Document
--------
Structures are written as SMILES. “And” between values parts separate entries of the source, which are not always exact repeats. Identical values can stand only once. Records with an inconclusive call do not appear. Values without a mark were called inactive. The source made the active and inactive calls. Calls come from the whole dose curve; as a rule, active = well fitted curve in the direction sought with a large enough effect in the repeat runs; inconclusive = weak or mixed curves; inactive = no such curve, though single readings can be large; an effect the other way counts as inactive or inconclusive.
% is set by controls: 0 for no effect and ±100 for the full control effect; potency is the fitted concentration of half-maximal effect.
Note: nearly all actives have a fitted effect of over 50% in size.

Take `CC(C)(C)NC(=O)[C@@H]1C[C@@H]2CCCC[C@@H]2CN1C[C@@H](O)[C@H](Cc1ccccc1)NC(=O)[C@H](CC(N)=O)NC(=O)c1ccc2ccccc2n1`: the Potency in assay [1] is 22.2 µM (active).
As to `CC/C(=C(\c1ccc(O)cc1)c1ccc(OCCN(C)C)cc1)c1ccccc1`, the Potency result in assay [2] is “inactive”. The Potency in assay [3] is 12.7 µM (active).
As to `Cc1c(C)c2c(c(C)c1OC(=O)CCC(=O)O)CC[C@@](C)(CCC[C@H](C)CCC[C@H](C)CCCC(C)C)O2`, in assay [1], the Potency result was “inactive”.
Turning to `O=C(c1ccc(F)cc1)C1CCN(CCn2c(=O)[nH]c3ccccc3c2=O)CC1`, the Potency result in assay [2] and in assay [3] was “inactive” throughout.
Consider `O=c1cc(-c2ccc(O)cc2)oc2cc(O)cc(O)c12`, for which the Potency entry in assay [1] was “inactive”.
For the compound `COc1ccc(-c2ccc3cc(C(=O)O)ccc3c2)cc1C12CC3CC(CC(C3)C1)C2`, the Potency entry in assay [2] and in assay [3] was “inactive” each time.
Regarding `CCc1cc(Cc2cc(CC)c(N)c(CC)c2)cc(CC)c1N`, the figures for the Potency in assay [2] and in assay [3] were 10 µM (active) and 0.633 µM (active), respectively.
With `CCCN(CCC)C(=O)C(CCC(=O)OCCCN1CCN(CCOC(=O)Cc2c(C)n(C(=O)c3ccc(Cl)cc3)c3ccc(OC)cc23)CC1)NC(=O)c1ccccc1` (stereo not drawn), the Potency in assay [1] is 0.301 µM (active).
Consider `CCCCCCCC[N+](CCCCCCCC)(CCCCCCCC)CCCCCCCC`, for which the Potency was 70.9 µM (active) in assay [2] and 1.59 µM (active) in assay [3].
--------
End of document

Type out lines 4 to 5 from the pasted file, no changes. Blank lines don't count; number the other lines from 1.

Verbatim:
Take `CC(C)(C)NC(=O)[C@@H]1C[C@@H]2CCCC[C@@H]2CN1C[C@@H](O)[C@H](Cc1ccccc1)NC(=O)[C@H](CC(N)=O)NC(=O)c1ccc2ccccc2n1`: the Potency in assay [1] is 22.2 µM (active).
As to `CC/C(=C(\c1ccc(O)cc1)c1ccc(OCCN(C)C)cc1)c1ccccc1`, the Potency result in assay [2] is “inactive”. The Potency in assay [3] is 12.7 µM (active).